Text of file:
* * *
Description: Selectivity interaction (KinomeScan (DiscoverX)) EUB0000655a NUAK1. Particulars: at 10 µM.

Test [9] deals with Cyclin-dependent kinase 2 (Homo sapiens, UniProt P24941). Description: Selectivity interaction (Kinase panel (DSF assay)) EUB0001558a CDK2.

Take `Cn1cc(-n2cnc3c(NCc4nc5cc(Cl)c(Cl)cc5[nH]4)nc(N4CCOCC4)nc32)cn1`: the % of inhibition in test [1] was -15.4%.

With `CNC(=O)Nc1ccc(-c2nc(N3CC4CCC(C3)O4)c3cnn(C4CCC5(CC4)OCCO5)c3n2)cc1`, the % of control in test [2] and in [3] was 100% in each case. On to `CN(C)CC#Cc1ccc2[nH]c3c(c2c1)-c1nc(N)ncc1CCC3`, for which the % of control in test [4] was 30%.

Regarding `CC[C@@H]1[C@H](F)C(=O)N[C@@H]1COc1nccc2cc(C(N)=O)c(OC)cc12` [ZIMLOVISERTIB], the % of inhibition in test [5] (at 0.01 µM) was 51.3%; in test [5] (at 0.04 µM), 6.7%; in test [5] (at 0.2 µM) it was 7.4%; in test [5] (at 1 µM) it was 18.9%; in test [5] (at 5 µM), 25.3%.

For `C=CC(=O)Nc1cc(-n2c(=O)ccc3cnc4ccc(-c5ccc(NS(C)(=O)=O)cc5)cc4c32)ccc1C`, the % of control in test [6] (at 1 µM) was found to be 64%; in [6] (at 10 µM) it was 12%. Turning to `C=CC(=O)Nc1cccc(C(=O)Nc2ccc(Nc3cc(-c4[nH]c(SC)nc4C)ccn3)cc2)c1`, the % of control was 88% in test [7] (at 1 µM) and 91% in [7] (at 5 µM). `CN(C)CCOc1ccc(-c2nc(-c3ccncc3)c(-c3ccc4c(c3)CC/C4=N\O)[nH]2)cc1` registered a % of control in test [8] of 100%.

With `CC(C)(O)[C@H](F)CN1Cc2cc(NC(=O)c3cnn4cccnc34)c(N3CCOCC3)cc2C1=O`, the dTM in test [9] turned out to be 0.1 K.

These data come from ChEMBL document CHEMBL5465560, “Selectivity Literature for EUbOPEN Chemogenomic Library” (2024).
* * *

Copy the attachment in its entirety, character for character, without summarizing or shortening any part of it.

Description: Selectivity interaction (KinomeScan (DiscoverX)) EUB0000655a NUAK1. Particulars: at 10 µM.

Test [9] deals with Cyclin-dependent kinase 2 (Homo sapiens, UniProt P24941). Description: Selectivity interaction (Kinase panel (DSF assay)) EUB0001558a CDK2.

Take `Cn1cc(-n2cnc3c(NCc4nc5cc(Cl)c(Cl)cc5[nH]4)nc(N4CCOCC4)nc32)cn1`: the % of inhibition in test [1] was -15.4%.

With `CNC(=O)Nc1ccc(-c2nc(N3CC4CCC(C3)O4)c3cnn(C4CCC5(CC4)OCCO5)c3n2)cc1`, the % of control in test [2] and in [3] was 100% in each case. On to `CN(C)CC#Cc1ccc2[nH]c3c(c2c1)-c1nc(N)ncc1CCC3`, for which the % of control in test [4] was 30%.

Regarding `CC[C@@H]1[C@H](F)C(=O)N[C@@H]1COc1nccc2cc(C(N)=O)c(OC)cc12` [ZIMLOVISERTIB], the % of inhibition in test [5] (at 0.01 µM) was 51.3%; in test [5] (at 0.04 µM), 6.7%; in test [5] (at 0.2 µM) it was 7.4%; in test [5] (at 1 µM) it was 18.9%; in test [5] (at 5 µM), 25.3%.

For `C=CC(=O)Nc1cc(-n2c(=O)ccc3cnc4ccc(-c5ccc(NS(C)(=O)=O)cc5)cc4c32)ccc1C`, the % of control in test [6] (at 1 µM) was found to be 64%; in [6] (at 10 µM) it was 12%. Turning to `C=CC(=O)Nc1cccc(C(=O)Nc2ccc(Nc3cc(-c4[nH]c(SC)nc4C)ccn3)cc2)c1`, the % of control was 88% in test [7] (at 1 µM) and 91% in [7] (at 5 µM). `CN(C)CCOc1ccc(-c2nc(-c3ccncc3)c(-c3ccc4c(c3)CC/C4=N\O)[nH]2)cc1` registered a % of control in test [8] of 100%.

With `CC(C)(O)[C@H](F)CN1Cc2cc(NC(=O)c3cnn4cccnc34)c(N3CCOCC3)cc2C1=O`, the dTM in test [9] turned out to be 0.1 K.

These data come from ChEMBL document CHEMBL5465560, “Selectivity Literature for EUbOPEN Chemogenomic Library” (2024).